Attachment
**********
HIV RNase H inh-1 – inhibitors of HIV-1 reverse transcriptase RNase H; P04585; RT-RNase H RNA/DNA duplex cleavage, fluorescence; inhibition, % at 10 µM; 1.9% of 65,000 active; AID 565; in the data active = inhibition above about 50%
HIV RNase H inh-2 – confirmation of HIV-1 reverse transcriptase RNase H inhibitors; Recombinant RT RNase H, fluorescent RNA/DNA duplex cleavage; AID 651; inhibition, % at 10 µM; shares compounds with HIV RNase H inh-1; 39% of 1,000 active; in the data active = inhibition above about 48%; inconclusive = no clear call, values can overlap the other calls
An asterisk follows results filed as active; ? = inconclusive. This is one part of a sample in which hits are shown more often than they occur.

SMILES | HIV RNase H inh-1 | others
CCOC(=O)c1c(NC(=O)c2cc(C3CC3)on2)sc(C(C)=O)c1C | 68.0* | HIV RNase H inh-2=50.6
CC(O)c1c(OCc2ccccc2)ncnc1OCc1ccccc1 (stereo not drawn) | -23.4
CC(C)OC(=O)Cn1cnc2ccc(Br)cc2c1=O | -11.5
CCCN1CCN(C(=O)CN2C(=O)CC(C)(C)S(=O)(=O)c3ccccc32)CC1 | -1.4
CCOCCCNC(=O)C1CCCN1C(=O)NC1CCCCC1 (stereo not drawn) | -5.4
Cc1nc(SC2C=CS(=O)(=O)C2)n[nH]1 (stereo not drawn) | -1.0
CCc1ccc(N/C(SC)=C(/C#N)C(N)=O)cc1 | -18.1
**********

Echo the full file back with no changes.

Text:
HIV RNase H inh-1 – inhibitors of HIV-1 reverse transcriptase RNase H; P04585; RT-RNase H RNA/DNA duplex cleavage, fluorescence; inhibition, % at 10 µM; 1.9% of 65,000 active; AID 565; in the data active = inhibition above about 50%
HIV RNase H inh-2 – confirmation of HIV-1 reverse transcriptase RNase H inhibitors; Recombinant RT RNase H, fluorescent RNA/DNA duplex cleavage; AID 651; inhibition, % at 10 µM; shares compounds with HIV RNase H inh-1; 39% of 1,000 active; in the data active = inhibition above about 48%; inconclusive = no clear call, values can overlap the other calls
An asterisk follows results filed as active; ? = inconclusive. This is one part of a sample in which hits are shown more often than they occur.

SMILES | HIV RNase H inh-1 | others
CCOC(=O)c1c(NC(=O)c2cc(C3CC3)on2)sc(C(C)=O)c1C | 68.0* | HIV RNase H inh-2=50.6
CC(O)c1c(OCc2ccccc2)ncnc1OCc1ccccc1 (stereo not drawn) | -23.4
CC(C)OC(=O)Cn1cnc2ccc(Br)cc2c1=O | -11.5
CCCN1CCN(C(=O)CN2C(=O)CC(C)(C)S(=O)(=O)c3ccccc32)CC1 | -1.4
CCOCCCNC(=O)C1CCCN1C(=O)NC1CCCCC1 (stereo not drawn) | -5.4
Cc1nc(SC2C=CS(=O)(=O)C2)n[nH]1 (stereo not drawn) | -1.0
CCc1ccc(N/C(SC)=C(/C#N)C(N)=O)cc1 | -18.1